A Truly Troublesome Wrinkle – Criminals
Most people will not be targeted by the CIA or even by government agencies with which the hacking tools may have been shared, like the IRS. But the CIA seems to have lost control of their own tools including weaponized viruses, malware, and trojans. The tools, code, and strategies apparently circulated freely among former contractors and hackers for the U.S. government, who were not authorized to view them.
NBC News reported on an interview with Wikileaks founder Julian Assange. “Assange ridiculed the CIA for failing to guard information about its online arsenal, allowing it to be passed around within the intelligence community. That is how the material ended up in Wikileaks’ hands ─ and, possibly, criminals’, he said.” Wikileaks has “held off publishing viruses and other weapons”; it has delayed publication in order to first “disarm” the tools.
You should assume that weaponized hacking tools are in private hands. The CIA may not consider you “worthy” of targeting but criminals are less discriminating.
What to Do in Self-Protection?
- Avoid the specific companies, devices and operating systems mentioned in Vault 7. Wikileaks has compiled an impressive list of the “companies, products, tools, and terms that are mentioned in the Vault 7: CIA Hacking Tools Revealed publication to date.” The list is here.
- Some companies, like Mozilla, have vowed to fix the vulnerabilities, and Assange has provided incentive. A headline in the Washington Examiner (March 18) stated, “Wikileaks threatens to reveal tech companies that haven’t responded to help offer against CIA hacks.” But how will you know if the companies actually come through? If you are loyal to an operating system, as I am to Linux, then take further steps.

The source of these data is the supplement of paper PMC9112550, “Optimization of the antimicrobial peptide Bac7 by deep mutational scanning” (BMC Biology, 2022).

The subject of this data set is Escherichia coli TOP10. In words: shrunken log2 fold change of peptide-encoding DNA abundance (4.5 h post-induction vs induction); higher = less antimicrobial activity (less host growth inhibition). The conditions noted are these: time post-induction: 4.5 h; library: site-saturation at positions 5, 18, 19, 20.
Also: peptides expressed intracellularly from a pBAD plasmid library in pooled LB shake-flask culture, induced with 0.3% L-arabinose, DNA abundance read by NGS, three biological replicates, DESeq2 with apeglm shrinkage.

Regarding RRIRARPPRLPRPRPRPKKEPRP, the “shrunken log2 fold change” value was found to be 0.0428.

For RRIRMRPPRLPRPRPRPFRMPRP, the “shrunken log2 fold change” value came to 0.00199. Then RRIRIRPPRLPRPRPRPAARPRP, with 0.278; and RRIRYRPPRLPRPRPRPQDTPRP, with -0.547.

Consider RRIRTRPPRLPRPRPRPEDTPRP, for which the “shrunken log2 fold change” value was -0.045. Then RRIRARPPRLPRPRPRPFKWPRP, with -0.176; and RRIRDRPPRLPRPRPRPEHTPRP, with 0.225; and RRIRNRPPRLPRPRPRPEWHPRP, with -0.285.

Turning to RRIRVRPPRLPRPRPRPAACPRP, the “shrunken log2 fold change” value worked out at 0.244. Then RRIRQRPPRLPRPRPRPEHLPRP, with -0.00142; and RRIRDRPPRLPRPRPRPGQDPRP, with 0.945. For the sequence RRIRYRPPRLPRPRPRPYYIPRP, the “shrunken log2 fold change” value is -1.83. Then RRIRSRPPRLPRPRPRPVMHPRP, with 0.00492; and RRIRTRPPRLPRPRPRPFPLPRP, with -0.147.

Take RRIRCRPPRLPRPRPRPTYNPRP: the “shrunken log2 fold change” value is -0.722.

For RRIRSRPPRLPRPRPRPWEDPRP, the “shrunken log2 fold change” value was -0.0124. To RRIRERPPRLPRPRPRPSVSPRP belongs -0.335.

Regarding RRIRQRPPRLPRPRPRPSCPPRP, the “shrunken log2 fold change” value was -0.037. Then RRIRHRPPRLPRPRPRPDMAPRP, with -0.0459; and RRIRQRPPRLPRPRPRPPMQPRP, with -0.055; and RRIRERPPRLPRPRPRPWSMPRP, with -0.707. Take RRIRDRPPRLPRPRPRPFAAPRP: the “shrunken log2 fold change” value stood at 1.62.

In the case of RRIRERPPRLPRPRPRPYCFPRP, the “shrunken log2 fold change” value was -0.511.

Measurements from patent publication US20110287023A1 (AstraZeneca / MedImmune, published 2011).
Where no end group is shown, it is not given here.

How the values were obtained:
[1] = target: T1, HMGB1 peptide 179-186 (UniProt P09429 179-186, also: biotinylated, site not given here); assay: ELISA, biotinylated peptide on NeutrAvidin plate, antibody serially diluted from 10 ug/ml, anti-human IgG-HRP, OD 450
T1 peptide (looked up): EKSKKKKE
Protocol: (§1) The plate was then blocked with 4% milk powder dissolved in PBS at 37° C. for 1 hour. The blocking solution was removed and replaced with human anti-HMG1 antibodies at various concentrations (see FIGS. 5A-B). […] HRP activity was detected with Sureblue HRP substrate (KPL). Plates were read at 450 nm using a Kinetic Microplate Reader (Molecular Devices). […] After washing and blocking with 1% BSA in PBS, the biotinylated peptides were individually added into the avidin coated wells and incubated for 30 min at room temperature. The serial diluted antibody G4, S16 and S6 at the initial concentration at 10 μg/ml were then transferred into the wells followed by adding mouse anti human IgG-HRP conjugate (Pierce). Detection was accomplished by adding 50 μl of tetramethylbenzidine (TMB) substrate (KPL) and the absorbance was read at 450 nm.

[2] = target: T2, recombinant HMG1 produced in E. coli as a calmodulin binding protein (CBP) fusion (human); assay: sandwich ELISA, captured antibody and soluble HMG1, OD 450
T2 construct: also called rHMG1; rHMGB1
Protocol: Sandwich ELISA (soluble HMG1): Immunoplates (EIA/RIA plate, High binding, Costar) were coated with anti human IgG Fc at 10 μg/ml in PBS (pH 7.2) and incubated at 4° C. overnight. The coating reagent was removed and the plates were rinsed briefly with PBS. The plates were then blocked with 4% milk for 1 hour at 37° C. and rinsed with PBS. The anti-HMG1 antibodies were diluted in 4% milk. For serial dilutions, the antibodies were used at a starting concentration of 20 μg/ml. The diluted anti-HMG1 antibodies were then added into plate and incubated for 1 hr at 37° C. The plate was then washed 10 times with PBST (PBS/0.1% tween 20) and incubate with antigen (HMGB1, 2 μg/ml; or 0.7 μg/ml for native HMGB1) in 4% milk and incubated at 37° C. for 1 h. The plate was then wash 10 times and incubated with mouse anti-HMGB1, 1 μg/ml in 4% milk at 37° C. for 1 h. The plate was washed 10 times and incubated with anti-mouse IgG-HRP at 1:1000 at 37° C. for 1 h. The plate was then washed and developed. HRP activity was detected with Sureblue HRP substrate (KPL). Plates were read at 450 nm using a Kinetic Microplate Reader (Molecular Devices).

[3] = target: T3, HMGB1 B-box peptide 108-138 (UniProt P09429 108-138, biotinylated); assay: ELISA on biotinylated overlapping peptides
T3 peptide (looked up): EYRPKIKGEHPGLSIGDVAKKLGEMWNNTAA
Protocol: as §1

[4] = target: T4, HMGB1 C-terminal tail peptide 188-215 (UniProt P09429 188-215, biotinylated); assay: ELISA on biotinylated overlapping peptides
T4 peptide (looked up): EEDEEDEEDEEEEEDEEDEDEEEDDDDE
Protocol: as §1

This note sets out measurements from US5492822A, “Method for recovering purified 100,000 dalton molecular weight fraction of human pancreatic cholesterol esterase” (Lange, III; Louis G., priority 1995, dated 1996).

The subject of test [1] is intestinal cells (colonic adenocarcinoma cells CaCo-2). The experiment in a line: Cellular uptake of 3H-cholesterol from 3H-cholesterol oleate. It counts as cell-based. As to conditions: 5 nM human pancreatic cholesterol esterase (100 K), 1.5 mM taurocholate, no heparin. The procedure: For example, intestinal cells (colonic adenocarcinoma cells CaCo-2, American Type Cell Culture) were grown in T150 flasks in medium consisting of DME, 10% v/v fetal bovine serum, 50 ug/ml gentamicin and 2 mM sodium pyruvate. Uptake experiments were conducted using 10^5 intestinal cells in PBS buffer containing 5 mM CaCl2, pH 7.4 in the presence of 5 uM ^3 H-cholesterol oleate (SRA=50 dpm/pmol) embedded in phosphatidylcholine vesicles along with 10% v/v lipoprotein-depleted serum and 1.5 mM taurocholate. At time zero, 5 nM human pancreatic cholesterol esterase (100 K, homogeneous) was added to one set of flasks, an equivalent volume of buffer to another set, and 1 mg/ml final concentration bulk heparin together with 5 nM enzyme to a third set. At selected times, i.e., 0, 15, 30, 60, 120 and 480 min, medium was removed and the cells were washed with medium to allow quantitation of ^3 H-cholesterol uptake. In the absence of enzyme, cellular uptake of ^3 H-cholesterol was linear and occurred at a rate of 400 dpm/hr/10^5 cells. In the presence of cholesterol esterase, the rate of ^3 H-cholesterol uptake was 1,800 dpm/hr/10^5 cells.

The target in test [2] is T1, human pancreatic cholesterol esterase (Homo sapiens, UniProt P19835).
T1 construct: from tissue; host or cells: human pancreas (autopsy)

- Don’t abandon encryption. It still offers better security than “naked” transmissions.
- If your iOS and Android devices are compromised, so are your apps because input can be grabbed before encryption. Use open source software whenever possible. Richard Stallman of the GNU Project explained: “Proprietary software tends to have malicious features. The point is, with a proprietary program, when the users don’t have the source code, we can never tell. So you must consider every proprietary program as potential malware.” (Android’s core is open source but closed source has been added on top of it.)
- Keep strangers physically away from your devices, because some of the compromises revealed seem to require a physical interaction.
- Update your operating systems to the latest version. The company may have fixed security weaknesses and your current system may not accept security updates. Alternatively, consider switching to an older “dumb” phone.
- Use an antivirus program. If a backdoor was installed with the company’s cooperation, malware may not be detected, let alone fixed, by security updates.
- Don’t just turn devices off. One security advisor suggests treating microphones as if they were guns. Always assume they are loaded and unplug them.
Stay safe out there.
What do you think about the CIA’s hacking tools, and Vault 7? Let us know in the comments below.
Images courtesy of Shutterstock, Pixabay, and Wikileaks.